Water a powerful metaphor for perseverance in L.A. choral concert
Grant Gershon leads the Los Angeles Master Chorale.

LOS ANGELES —“Oh time passes, passes on down the stream / Some days are so much sweeter / Some days, some pass like a dark dream.”

Those words come from what could be called a “new” spiritual, “Stand in That River,” text and music by Moira Smiley (b. 1976), that opened “Wade in the Water,” the Los Angeles Master Chorale’s (LAMC) concert Sunday night, named for a song many music lovers will recognize as one of the classic African American spirituals. “See that band all dressed in red / Well it looked like the band that Moses led.” Water: a potent symbol of struggle and freedom. Think crossing the Red Sea, the Jordan River, just like the tree standing by the water, tears of suffering, even, if it’s your thing, baptism.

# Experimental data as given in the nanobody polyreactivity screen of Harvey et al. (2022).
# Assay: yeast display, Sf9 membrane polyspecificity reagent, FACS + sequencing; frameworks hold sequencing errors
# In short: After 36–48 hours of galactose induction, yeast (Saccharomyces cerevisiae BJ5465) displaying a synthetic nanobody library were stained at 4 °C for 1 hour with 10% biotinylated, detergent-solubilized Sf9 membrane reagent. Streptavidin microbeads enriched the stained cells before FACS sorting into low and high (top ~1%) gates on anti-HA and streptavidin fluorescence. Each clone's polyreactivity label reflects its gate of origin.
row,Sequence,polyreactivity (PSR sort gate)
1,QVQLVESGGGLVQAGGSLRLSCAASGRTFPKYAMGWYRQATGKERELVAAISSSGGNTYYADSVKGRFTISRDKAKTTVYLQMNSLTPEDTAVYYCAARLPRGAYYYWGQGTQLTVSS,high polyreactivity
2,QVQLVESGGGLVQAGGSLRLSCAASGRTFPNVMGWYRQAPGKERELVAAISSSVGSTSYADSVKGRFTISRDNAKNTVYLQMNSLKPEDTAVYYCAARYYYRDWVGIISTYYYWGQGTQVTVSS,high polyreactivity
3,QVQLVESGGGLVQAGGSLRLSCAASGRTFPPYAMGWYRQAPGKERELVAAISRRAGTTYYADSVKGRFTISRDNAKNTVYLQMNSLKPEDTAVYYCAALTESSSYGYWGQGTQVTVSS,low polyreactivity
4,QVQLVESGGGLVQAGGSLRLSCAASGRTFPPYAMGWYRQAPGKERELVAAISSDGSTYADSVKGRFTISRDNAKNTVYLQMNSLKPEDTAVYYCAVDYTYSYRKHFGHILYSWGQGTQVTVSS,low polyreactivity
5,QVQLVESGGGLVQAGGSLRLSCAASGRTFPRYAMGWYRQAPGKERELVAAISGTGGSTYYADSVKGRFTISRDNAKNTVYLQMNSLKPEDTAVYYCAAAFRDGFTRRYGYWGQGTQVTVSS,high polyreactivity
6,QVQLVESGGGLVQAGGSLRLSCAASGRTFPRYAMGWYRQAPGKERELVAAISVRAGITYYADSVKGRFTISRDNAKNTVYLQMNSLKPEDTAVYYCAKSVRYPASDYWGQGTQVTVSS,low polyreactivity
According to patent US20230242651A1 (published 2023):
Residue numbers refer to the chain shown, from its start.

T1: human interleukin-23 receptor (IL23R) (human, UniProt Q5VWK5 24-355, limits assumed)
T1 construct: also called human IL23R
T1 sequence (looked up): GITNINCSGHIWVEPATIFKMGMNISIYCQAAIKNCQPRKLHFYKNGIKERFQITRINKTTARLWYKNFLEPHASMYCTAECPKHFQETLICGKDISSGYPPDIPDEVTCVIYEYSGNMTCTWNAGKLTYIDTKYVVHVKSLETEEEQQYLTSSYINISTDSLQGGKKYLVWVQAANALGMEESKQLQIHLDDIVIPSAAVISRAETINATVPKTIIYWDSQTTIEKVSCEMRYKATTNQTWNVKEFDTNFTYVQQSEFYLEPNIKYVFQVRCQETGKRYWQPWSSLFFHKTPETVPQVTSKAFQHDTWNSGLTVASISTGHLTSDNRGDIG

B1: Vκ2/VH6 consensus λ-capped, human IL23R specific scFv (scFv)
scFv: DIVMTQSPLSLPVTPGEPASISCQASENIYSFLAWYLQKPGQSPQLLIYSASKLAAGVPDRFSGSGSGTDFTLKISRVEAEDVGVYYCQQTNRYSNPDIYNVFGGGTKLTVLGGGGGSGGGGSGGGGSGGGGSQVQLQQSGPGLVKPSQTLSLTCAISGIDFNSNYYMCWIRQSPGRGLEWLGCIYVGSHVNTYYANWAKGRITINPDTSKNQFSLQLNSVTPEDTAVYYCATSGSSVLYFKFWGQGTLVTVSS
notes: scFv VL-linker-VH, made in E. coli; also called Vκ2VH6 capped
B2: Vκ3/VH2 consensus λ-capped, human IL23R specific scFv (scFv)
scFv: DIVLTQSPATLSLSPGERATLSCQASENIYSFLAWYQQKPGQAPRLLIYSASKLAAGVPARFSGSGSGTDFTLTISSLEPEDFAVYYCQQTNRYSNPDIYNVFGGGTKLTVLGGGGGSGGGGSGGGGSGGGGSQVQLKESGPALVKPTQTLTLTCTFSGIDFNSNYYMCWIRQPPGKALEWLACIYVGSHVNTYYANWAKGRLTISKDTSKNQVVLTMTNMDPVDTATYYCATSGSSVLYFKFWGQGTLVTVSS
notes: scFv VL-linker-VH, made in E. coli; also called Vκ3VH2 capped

It all started with the LAMC’s West Coast premiere a year ago of Julia Wolfe’s Pulitzer Prize-winning cantata about Pennsylvania coal miners, Anthracite Fields. On that concert, in the first half, LAMC Artistic Director Grant Gershon programmed a selection of spirituals and Appalachian folk songs heavily inflected by the haunting sound of Southern shape note singing. “Wade in the Water,” in Moses Hogan’s arrangement, appeared on that program, and Gershon says it got him thinking, “What if we built a larger program around the theme of renewal through music?”

People bring who they are to any cultural event and take from it what they need. And who I was at that moment was in plenty need of some renewal. The day before was the exhausting People’s Climate March, and the next day would be May Day, another long walk for freedom.

But I was not alone in my need. Spirituals are not simply an important part of American music—it’s impossible to imagine our music without them—but, according to Arthur C. Jones, author of Wade in the Water: The Wisdom of the Spirituals, “a broad-ranging cultural tradition that remains relevant to pressing present-day social realities.”